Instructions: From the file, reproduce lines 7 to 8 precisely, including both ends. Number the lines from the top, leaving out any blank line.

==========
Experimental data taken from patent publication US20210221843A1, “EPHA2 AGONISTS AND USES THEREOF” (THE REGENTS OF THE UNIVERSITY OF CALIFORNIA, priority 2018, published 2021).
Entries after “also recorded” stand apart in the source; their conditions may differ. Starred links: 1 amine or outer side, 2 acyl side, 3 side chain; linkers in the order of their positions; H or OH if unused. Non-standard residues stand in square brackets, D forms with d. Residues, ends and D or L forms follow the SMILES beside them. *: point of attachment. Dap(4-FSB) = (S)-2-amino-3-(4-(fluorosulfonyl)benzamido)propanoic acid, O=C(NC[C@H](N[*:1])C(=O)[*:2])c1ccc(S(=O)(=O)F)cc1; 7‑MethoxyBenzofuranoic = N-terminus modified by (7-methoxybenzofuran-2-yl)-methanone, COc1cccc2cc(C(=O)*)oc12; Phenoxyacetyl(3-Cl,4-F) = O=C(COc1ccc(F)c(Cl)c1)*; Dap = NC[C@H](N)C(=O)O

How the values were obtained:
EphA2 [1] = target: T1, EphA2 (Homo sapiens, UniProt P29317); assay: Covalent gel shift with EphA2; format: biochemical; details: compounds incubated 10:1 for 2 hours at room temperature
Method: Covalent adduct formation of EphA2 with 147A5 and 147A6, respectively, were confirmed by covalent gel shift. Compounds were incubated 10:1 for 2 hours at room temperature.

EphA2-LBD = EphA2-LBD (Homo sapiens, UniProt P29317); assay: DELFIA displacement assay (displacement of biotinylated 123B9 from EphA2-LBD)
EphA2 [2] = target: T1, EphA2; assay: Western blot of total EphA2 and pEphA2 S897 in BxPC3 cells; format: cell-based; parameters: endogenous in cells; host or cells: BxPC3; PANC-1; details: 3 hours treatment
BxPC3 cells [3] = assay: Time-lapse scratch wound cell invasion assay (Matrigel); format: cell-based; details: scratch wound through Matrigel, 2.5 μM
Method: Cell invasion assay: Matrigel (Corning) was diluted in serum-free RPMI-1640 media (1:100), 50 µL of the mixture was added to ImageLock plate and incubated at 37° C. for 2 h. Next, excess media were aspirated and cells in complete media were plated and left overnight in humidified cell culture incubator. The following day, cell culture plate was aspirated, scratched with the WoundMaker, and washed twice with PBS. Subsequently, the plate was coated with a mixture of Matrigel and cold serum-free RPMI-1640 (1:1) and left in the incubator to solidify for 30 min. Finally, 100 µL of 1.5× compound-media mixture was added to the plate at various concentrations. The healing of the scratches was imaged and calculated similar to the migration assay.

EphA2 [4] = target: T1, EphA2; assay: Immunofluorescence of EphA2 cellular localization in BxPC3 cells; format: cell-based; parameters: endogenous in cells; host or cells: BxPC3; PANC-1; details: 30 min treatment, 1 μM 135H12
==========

EphA2 [2] = target: T1, EphA2; assay: Western blot of total EphA2 and pEphA2 S897 in BxPC3 cells; format: cell-based; parameters: endogenous in cells; host or cells: BxPC3; PANC-1; details: 3 hours treatment
BxPC3 cells [3] = assay: Time-lapse scratch wound cell invasion assay (Matrigel); format: cell-based; details: scratch wound through Matrigel, 2.5 μM